Skip to comments.Identity Theft Alert - Driver License
Posted on 04/01/2012 9:07:44 AM PDT by ProtectOurFreedom
Check Your Driver's License.
Now you can see anyone's Driver's License on the Internet and determine if yours is posted. I just searched for mine and there it was, picture and all! Thanks Homeland Security.
Go to the Driver License Check and check to see if yours has been posted. Just enter your name, city, and state to view if yours is on file. After your license comes on the screen, click the box marked "Please Remove." This will remove it from public viewing, but not from law enforcement.
Finally, now we know what you look like, lol.
My identity has been stolen by moochelle.
That is my drivers license.
But they were wrong about the height. Everything else was correct.
(Accept their picture was a little bit better)
I’m so glad mine wasn’t in the database. But I bet that site phishes all the data it can ;-)
yes we actually pay to have these idiots screw us around.
yes we actually pay to have these idiots screw us around. what was the purpose of this..posting of dl’s on the net?
Not true - check Snopes:
Good one... got me fooled.
I don’t even have to click the link. All I need to do is note the date.
....How do we know this is a “real” site and not some bunch of miscreants phishing our data...?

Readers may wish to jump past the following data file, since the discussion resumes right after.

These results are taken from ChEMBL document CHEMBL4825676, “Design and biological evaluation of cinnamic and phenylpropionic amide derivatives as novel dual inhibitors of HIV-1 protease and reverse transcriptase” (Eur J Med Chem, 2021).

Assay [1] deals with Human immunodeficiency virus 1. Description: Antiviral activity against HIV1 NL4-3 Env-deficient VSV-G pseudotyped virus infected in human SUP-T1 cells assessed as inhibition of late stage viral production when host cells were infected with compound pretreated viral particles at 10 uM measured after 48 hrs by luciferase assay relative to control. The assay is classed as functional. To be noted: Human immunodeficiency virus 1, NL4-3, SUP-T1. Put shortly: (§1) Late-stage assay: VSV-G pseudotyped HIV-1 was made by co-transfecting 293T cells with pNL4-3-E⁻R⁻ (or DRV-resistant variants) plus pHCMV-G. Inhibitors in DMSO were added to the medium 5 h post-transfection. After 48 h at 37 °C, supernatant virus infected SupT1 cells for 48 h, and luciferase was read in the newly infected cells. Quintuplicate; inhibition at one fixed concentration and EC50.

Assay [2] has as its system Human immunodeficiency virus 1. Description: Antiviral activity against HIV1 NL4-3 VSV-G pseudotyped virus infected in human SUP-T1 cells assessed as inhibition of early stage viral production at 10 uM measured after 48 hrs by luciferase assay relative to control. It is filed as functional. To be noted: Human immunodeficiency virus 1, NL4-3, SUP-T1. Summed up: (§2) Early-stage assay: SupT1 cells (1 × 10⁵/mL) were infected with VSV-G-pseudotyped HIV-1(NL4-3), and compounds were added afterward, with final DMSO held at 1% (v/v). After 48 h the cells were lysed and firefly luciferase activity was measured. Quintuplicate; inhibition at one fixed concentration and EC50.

....we know now.....
There’s just one slight hitch: it’s a joke, a prank, a parlor trick it ain’t real!
Another reader describes what actually happens when you type in your name and conduct a “search” on the site:
“If you do enter a name, state, town and gender, what comes up is a picture of a grinning monkey and the question, ‘You didn’t really think you could get someone’s driver’s license on the Internet, did you?’”
Screen shot of “search results” on so-called
“National Driver’s License Records Bureau” website
Truth is, the so-called “Motor Vehicle Operator License Identification Act (MOLIA)” doesn’t exist. While there are a few bona fide fee-based websites that provide access to driver’s license data from states that allow it “for legitimate purposes,” it’s not quite this easy to invade other people’s privacy from your home computer. Hopefully that will remain the case.
Like most popular prank websites, this one succeeds not only because of its slick design and surface plausibility, but because it plays on people’s very real fears in this case, the fear of privacy invasion. I’m told some people have found this site so upsetting they’ve written to their Congressmen about it; others are nonplussed and simply forward the URL on to their most gullible friends. Both reactions confirm an old truism among folklorists: people tend to joke about that which is most serious to them. It’s one way we express, share, and cope with what scares us.
In answer to folks who have written to me expressing concerns about the possibility that the Web site listed above stores visitors’ private information or leaves cookies on their computers, etc., I have checked the source code and found no indication of malicious activity. That could change without notice, however, and there are several other, similar sites out there whose safety I can’t vouch for, so proper caution and “safe computing” measures are recommended as a matter of course.
Happy April Fool’s Day!
What is TODAYS DATE???
Damn. I never realized how much gray hair I had. Time for a little Grecian Formula.
Why is Michelle Robinson Obama’s picture on my driver’s license?